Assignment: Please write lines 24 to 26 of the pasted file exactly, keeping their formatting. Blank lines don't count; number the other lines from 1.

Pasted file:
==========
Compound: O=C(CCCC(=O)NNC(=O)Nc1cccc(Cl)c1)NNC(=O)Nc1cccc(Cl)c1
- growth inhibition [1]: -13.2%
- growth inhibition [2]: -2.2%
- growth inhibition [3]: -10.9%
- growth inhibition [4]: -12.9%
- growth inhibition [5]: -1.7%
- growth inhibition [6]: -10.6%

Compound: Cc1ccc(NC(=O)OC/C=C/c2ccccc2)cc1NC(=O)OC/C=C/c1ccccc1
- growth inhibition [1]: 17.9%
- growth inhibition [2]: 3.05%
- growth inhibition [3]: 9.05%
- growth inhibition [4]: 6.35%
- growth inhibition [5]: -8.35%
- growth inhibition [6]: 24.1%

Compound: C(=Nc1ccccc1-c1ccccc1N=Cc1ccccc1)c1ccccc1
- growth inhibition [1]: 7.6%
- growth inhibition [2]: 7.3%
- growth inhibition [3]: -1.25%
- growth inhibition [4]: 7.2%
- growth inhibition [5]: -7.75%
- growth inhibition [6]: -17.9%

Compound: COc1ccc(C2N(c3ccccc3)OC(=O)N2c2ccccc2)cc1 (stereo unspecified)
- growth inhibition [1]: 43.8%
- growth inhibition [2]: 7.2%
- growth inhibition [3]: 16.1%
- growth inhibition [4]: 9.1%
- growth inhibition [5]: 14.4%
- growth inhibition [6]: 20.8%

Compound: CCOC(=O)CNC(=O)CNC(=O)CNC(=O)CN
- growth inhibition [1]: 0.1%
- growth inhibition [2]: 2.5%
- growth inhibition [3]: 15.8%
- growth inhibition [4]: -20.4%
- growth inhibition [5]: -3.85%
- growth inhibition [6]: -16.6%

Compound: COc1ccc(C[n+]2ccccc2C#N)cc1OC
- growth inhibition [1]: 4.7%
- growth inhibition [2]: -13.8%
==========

- growth inhibition [2]: 7.2%
- growth inhibition [3]: 16.1%
- growth inhibition [4]: 9.1%